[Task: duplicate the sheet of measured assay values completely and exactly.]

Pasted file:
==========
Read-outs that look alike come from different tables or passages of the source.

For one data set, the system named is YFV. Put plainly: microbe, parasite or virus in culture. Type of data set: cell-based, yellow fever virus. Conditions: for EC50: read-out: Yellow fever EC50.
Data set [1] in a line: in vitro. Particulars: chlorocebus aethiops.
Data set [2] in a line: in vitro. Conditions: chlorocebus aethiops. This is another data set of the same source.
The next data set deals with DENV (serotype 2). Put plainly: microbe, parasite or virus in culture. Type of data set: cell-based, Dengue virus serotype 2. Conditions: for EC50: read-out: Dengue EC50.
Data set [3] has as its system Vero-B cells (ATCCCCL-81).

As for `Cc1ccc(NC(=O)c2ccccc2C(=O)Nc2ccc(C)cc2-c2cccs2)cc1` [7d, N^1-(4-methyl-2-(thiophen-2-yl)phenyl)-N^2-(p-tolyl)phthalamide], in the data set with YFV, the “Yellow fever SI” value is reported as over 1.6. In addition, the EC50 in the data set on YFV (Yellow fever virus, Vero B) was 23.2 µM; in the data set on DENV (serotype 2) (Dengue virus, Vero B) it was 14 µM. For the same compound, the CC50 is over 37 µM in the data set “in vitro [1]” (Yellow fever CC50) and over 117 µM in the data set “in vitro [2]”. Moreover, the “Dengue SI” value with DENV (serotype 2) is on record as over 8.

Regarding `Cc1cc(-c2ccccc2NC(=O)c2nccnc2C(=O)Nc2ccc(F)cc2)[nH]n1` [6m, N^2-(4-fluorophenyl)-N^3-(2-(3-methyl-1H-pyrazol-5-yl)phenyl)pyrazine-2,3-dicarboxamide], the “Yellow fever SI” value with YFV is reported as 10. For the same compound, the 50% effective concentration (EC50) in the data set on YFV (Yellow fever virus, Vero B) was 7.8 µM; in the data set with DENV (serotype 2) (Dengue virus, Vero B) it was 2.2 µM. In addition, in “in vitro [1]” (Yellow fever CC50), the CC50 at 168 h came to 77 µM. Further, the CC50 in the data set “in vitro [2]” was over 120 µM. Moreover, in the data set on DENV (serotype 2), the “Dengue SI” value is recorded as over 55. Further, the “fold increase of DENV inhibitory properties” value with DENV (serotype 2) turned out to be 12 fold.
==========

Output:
Read-outs that look alike come from different tables or passages of the source.

For one data set, the system named is YFV. Put plainly: microbe, parasite or virus in culture. Type of data set: cell-based, yellow fever virus. Conditions: for EC50: read-out: Yellow fever EC50.
Data set [1] in a line: in vitro. Particulars: chlorocebus aethiops.
Data set [2] in a line: in vitro. Conditions: chlorocebus aethiops. This is another data set of the same source.
The next data set deals with DENV (serotype 2). Put plainly: microbe, parasite or virus in culture. Type of data set: cell-based, Dengue virus serotype 2. Conditions: for EC50: read-out: Dengue EC50.
Data set [3] has as its system Vero-B cells (ATCCCCL-81).

As for `Cc1ccc(NC(=O)c2ccccc2C(=O)Nc2ccc(C)cc2-c2cccs2)cc1` [7d, N^1-(4-methyl-2-(thiophen-2-yl)phenyl)-N^2-(p-tolyl)phthalamide], in the data set with YFV, the “Yellow fever SI” value is reported as over 1.6. In addition, the EC50 in the data set on YFV (Yellow fever virus, Vero B) was 23.2 µM; in the data set on DENV (serotype 2) (Dengue virus, Vero B) it was 14 µM. For the same compound, the CC50 is over 37 µM in the data set “in vitro [1]” (Yellow fever CC50) and over 117 µM in the data set “in vitro [2]”. Moreover, the “Dengue SI” value with DENV (serotype 2) is on record as over 8.

Regarding `Cc1cc(-c2ccccc2NC(=O)c2nccnc2C(=O)Nc2ccc(F)cc2)[nH]n1` [6m, N^2-(4-fluorophenyl)-N^3-(2-(3-methyl-1H-pyrazol-5-yl)phenyl)pyrazine-2,3-dicarboxamide], the “Yellow fever SI” value with YFV is reported as 10. For the same compound, the 50% effective concentration (EC50) in the data set on YFV (Yellow fever virus, Vero B) was 7.8 µM; in the data set with DENV (serotype 2) (Dengue virus, Vero B) it was 2.2 µM. In addition, in “in vitro [1]” (Yellow fever CC50), the CC50 at 168 h came to 77 µM. Further, the CC50 in the data set “in vitro [2]” was over 120 µM. Moreover, in the data set on DENV (serotype 2), the “Dengue SI” value is recorded as over 55. Further, the “fold increase of DENV inhibitory properties” value with DENV (serotype 2) turned out to be 12 fold.